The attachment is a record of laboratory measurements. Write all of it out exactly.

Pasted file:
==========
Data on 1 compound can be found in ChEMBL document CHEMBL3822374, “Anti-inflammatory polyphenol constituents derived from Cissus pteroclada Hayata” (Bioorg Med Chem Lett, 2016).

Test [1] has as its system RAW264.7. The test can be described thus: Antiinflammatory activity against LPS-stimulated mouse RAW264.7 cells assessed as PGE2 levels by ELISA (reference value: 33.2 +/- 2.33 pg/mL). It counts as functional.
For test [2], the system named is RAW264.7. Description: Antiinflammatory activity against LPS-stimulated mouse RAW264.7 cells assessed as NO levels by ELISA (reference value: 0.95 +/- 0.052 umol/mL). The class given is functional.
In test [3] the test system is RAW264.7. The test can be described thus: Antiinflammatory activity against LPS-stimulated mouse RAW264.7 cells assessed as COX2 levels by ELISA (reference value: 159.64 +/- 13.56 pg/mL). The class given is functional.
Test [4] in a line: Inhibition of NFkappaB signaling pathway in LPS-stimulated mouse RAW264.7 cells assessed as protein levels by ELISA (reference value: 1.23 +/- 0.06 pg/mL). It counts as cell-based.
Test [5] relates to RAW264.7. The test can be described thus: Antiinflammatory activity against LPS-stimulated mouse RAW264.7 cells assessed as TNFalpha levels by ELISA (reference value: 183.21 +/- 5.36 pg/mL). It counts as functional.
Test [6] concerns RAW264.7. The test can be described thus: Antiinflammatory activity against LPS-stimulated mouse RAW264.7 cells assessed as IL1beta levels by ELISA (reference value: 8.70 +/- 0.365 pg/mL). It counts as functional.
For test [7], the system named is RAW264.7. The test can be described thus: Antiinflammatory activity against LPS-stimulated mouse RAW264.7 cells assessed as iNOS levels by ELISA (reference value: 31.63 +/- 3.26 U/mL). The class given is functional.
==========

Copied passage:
Data on 1 compound can be found in ChEMBL document CHEMBL3822374, “Anti-inflammatory polyphenol constituents derived from Cissus pteroclada Hayata” (Bioorg Med Chem Lett, 2016).

Test [1] has as its system RAW264.7. The test can be described thus: Antiinflammatory activity against LPS-stimulated mouse RAW264.7 cells assessed as PGE2 levels by ELISA (reference value: 33.2 +/- 2.33 pg/mL). It counts as functional.
For test [2], the system named is RAW264.7. Description: Antiinflammatory activity against LPS-stimulated mouse RAW264.7 cells assessed as NO levels by ELISA (reference value: 0.95 +/- 0.052 umol/mL). The class given is functional.
In test [3] the test system is RAW264.7. The test can be described thus: Antiinflammatory activity against LPS-stimulated mouse RAW264.7 cells assessed as COX2 levels by ELISA (reference value: 159.64 +/- 13.56 pg/mL). The class given is functional.
Test [4] in a line: Inhibition of NFkappaB signaling pathway in LPS-stimulated mouse RAW264.7 cells assessed as protein levels by ELISA (reference value: 1.23 +/- 0.06 pg/mL). It counts as cell-based.
Test [5] relates to RAW264.7. The test can be described thus: Antiinflammatory activity against LPS-stimulated mouse RAW264.7 cells assessed as TNFalpha levels by ELISA (reference value: 183.21 +/- 5.36 pg/mL). It counts as functional.
Test [6] concerns RAW264.7. The test can be described thus: Antiinflammatory activity against LPS-stimulated mouse RAW264.7 cells assessed as IL1beta levels by ELISA (reference value: 8.70 +/- 0.365 pg/mL). It counts as functional.
For test [7], the system named is RAW264.7. The test can be described thus: Antiinflammatory activity against LPS-stimulated mouse RAW264.7 cells assessed as iNOS levels by ELISA (reference value: 31.63 +/- 3.26 U/mL). The class given is functional.